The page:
His comments were in line with India’s long-standing call for de-escalation in Ukraine. What makes them significant is that they were made publicly and directly to Putin. New Delhi’s special relationship with Moscow has so far stopped it from publicly condemning the war. The Indian leader’s warning now appears prophetic but also unsuccessful given Putin’s announcement Wednesday that he will partially mobilize Russian reservists.
In retrospect, Modi’s criticism was a clever strategic move. It has brought New Delhi some major goodwill from the West, including the United States and some NATO partners, at a moment when India’s diplomacy has faced challenges because of its somewhat ambiguous position on Russia’s war in Ukraine. At the same time, New Delhi likely knows that its partnership with Moscow won’t be affected: It’s keen to hold on to its remaining friends.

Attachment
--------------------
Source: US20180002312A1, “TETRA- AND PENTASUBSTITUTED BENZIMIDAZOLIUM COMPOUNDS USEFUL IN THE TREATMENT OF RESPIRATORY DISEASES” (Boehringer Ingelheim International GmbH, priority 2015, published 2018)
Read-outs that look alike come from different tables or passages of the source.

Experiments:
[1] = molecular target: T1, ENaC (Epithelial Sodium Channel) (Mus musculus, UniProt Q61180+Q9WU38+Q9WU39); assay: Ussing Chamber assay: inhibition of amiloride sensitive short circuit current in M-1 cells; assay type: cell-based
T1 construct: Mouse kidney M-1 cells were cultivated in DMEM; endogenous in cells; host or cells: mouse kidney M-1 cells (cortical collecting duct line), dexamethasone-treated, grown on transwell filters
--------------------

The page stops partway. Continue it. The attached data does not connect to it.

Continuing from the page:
U.S. hostage freed from Taliban captivity. The Biden administration announced on Monday that Mark Frerichs, the last-known remaining U.S. hostage in Afghanistan, had been freed and was on his way home. Frerichs, a Navy veteran, was abducted by the Taliban in 2020 while doing construction work as a contractor. He was freed as part of a swap that returns Haji Bashir Noorzai, an Afghan national who spent 20 years in a U.S. prison on drug trafficking charges, back to Afghanistan.
Since the U.S. withdrawal last year, securing Frerichs’s release had become a top priority for Washington, and there had long been speculation about a Noorzai-Frerichs swap. That it took so long to materialize does not reflect U.S. hesitation to negotiate a prison release with the Taliban; after all, Washington worked out a deal to exchange U.S. soldier Bowe Bergdahl for five Taliban detainees at Guantánamo Bay in 2014.